Praying for a New Moon

This moon has a scent
black and pungent
a small crack

surrounded in smoke.
It slashes at your door
when the lights are

gone, and demands
a daughter. She
bargained herself for

her small sister’s
stead (did the little
girl see what her sister

did not?) while we’ve
locked into ourselves.
Some of us inside

steel walls shaped
with severed bottles
and others

behind flimsy padlocks
securing pieces of
woven bamboo.

Father sleeps two
hours broken while
mother and daughter

watch. Mother sleeps
two hours while
father sits silent

the whole night
watching this moon
listening the street

sounds of dogs
and in the morning
stories from the

next barangay
creep among us.
All we pray

like moons
so too this
shall pass.

© 2017 Melinda Irvine
Daily Prompt: Scent
Discover Challenge: Speak Out
I'm part of Post A Day 2016

On Monday as 9 year old Jerry and I walked into a neighbouring purok to invite some kids to his birthday party, an old lady I know came shrieking down a dirt road.

“Patay! Patay!” (dead! dead!) she cried, her hand raised as she motioned like a throat being cut. Someone had just been murdered in their home, the third in just one month.

“Careful Ma’am! Careful Ma’am!” her voice panicked. A group of women gathered.

Violent crime in Estancia has escalated in the past year but since I arrived back here from Australia less than two weeks ago the people are afraid like I have not before seen. They’re especially afraid because it’s not political crimes that target those with ‘connections‘ but seemingly random acts  affecting regular people (people like you and me) who catch fish, grow vegetables or have a small store.

They tell of men in masks at front doors raping women and girls or scaling walls and killing  folks in their beds. They tell of stabbings at market, tricycles burned, houses robbed and guard dogs poisoned. And not in the next town: it’s two doors down, it’s the place where we buy fish and vegetables it’s  across the road and it’s like some crazy movie that is really happening.

“Don’t open your door at night, don’t go out after dark, lock everything and leave the lights on.” my landlord told me yesterday after explaining the horror that a 17 year old girl endured to save her 13 year old sister.

And now here am I (while little Jerry sleeps) trying to reconcile this place where we live. It’s a place, you live here. You buy food, you cook, you eat, you take your kid to school, you have birthday parties, you have friends and you try not to fall into a place where fear dictates and controls. You try to say little so you don’t worry your parents or feel like you’re preaching or bringing everyone into negativity and darkness. And I guess the only way I can cope and continue really is to write. And write. And write.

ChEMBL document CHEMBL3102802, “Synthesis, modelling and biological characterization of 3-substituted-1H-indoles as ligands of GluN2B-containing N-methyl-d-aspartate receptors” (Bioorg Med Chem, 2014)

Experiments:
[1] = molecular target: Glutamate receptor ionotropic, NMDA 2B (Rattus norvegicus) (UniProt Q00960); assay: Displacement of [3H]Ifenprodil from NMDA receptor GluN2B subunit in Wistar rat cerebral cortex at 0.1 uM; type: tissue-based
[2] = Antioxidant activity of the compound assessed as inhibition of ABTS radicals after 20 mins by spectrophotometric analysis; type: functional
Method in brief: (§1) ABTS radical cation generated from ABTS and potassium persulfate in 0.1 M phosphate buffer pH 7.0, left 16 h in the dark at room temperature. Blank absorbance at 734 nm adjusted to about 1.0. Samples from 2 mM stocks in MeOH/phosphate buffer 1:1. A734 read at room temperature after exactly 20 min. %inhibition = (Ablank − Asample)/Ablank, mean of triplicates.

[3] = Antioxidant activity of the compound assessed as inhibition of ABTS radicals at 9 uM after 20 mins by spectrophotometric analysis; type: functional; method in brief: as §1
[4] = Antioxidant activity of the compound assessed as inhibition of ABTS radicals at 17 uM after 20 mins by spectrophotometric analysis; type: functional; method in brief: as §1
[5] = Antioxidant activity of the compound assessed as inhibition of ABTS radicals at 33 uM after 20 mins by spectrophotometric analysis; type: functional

Oh it would be wonderful to still be posting a quiet Australian life on lonely beaches, flowers and the bright songs of birds and so, so easy to take the bus to the city and get on a plane and never come back. But what about the people who can’t? My people here. What about Jerry?

And I read international headlines and polls and posts about locking doors and keeping people out. About people with power and privilege who abandon the weak. And I feel angry. I feel disgusted. I feel ashamed especially at this lack of compassion in our Australian government, in our Australian state. This unwillingness to share wealth. This fear of foreigners (humans from another country) who want only a safe place to live. I want a safe place to live. Regular folk who imagine a quiet life on lonley beaches, flowers and bright songs of birds who can’t take a bus or get on a plane.  Who can only buy a cheap padlock and wrap it around the bamboo frame that surrounds their children and pray to God for a new moon.

Mel Irvine
Estancia, (Iloilo) Philippines

Comments

8 comments on “Praying for a New Moon”
  1. Naomi Byrnes says:

    How terrifying. I had no idea. Thank you for speaking the truth and sharing this. I find myself longing to know how we could help

    1. Thank you Naomi, just by reading you are already contributing to a higher state of compassion and empathy.

      Also I just found your wonderful blog and I love all the impressionist and post impressionist art . When I get some time later tonight I’m gonna listen to one of your journals.

      Mel.

      1. Naomi Byrnes says:

        Mel, thank you so much for telling me that the witnessing with compassion does help. Tenderness to you and all experiencing this time. Thank you for making it visible with love and truth ❤️

      2. Naomi Byrnes says:

        PS I hope your blog and this topic gets a mention in WPDiscover challenge write up this week. I want all hearts to hear what’s happening

  2. Fabulous and moving combo, Melinda, art/poetry/prose <3 . I wish you and yours well and hope you are safe. When I lived in South America there was a lot of crime, I witnessed it and was almost a victim when someone mistook my glasses case for a wallet. But I always felt safe because it wasn't senseless, it wasn't about hate. It was pragmatism, the poor trying to survive by stealing what they could. What you describe is terrifying.

    1. Thanks for taking the time to read and respond. The place where I am staying is a rural/fishing community on the corner of an island at either end the end of the bus runs: isolated and off the international tourist scene. It’s a surreal but we are doing ok, I’m trying to shield the little boy as much as possible but the neighbours talk and he is quite frightened at night. At least I never have writer’s block these days 🙂

  3. us4p says:

    uf! I’m frighten. I understand you. I will pray for you, Jerry and all people who feel this frighten in the world.

Leave a Reply